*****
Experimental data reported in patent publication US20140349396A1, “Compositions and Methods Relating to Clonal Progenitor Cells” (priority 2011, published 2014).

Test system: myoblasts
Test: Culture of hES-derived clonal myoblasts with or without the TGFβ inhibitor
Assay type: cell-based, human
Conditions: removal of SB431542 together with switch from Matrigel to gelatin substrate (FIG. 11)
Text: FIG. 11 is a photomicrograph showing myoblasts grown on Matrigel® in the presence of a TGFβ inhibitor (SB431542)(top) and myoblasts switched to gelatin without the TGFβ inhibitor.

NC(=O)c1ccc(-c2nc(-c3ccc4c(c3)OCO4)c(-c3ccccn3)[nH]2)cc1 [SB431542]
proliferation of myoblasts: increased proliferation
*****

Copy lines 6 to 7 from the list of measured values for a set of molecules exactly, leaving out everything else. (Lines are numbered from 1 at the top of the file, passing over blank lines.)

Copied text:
Text: FIG. 11 is a photomicrograph showing myoblasts grown on Matrigel® in the presence of a TGFβ inhibitor (SB431542)(top) and myoblasts switched to gelatin without the TGFβ inhibitor.

NC(=O)c1ccc(-c2nc(-c3ccc4c(c3)OCO4)c(-c3ccccn3)[nH]2)cc1 [SB431542]